Belgium’s former king Albert finally meets daughter Delphine

Delphine
Delphine (AP)
12:39pm, Tue 27 Oct 2020
CBAD8A00-D2B9-4E0E-ADDF-D0366C357A34 Created with sketchtool. E9A4AA46-7DC3-48B8-9CE2-D75274FB8967 Created with sketchtool. 65CCAE04-4748-4D0F-8696-A91D8EB3E7DC Created with sketchtool.

A long-running royal scandal which riveted Belgians as much as it damaged those involved reached a new milestone when former King Albert II reunited with the daughter he fathered out of wedlock more than half a century ago.

Capping a momentous few weeks, Albert II was pictured sitting in between his wife Queen Paola and the former Delphine Boel, who is now recognised as Her Royal Highness Princess Delphine following a bitter two-decade paternity fight.

“After the tumult, the suffering and the hurt, it is time for forgiveness, healing and reconciliation,” the three said in a joint statement issued by the Royal Palace on Tuesday, two days after the meeting.

“Together, we decided to take this new path. It will require patience and effort, but we are determined,” they said.

Last month, a Belgian court ruled in Princess Delphine’s favour and officially recognised her as the daughter of King Albert II, something the aging monarch had fought to avoid ever since paternity rumours became public in 1998.

Paola and Albert II (AP)

Princess Delphine, 52, is an artist known for her quirky, sometimes outrageous, statues.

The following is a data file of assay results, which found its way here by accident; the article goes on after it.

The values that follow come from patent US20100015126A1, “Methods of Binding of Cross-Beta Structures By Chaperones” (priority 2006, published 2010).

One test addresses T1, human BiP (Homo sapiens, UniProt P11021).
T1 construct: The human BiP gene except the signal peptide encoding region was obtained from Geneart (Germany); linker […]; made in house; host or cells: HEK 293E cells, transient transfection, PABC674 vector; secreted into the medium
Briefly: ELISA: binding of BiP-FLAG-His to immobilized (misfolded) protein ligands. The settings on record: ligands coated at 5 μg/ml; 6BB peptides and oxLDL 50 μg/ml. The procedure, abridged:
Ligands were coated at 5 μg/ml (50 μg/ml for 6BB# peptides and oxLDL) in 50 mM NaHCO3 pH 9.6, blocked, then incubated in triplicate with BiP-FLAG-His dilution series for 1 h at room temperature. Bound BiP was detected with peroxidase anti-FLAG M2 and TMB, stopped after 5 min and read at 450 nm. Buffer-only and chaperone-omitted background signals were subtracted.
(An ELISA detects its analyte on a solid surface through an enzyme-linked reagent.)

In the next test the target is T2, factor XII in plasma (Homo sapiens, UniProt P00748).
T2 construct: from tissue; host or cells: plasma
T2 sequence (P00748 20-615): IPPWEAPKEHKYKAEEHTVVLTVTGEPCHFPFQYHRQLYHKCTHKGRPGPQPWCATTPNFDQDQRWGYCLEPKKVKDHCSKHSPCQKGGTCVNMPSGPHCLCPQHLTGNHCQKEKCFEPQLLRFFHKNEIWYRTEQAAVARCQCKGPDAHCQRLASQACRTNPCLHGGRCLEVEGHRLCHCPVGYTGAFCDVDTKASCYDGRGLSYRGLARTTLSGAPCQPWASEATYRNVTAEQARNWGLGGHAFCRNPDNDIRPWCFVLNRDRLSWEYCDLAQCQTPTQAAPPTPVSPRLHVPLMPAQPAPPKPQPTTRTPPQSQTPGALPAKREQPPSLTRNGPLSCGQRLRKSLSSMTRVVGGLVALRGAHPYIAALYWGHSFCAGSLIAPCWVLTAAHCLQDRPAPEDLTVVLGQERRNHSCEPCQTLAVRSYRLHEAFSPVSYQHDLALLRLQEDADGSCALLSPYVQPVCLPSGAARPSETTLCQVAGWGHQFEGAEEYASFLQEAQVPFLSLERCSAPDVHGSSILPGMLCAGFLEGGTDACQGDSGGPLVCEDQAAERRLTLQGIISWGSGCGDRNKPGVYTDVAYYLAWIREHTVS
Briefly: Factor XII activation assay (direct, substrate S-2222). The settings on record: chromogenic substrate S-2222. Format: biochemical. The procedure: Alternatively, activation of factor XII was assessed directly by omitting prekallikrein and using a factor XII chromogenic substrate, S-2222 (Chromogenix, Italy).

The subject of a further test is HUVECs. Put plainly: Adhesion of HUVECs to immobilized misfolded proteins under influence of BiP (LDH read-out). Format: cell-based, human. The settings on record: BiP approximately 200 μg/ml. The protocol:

Eighty-six-year-old Albert II was king until 2013.

The gathering on Sunday was soon followed by a reportedly warm meeting with her half-brother, the reigning King Phillipe, at the palace.

Rumours about Albert and Princess Delphine’s mother, the aristocratic wife of a wealthy industrialist, had been circulating for years, but Albert long refused to recognise his daughter.

Princess Delphine said going to court was all about getting family recognition and the love of a father who had cold-shouldered her and fought her in court. She said this had made her life “most painful”.

Sunday’s photo of the encounter showed the three sat in front of a fireplace with cookies, untouched, on the table.

All three sat apart, and while their smiles were not exuberant, it was a watershed moment for Belgium’s royal house.

“During our encounter at the Belvedere Castle, each of us, with empathy and in serenity, was able to express their feelings and experiences,” the statement said.

“A new chapter had opened, rich in emotions, peace of mind, understanding and hope.”

Sign up to our newsletter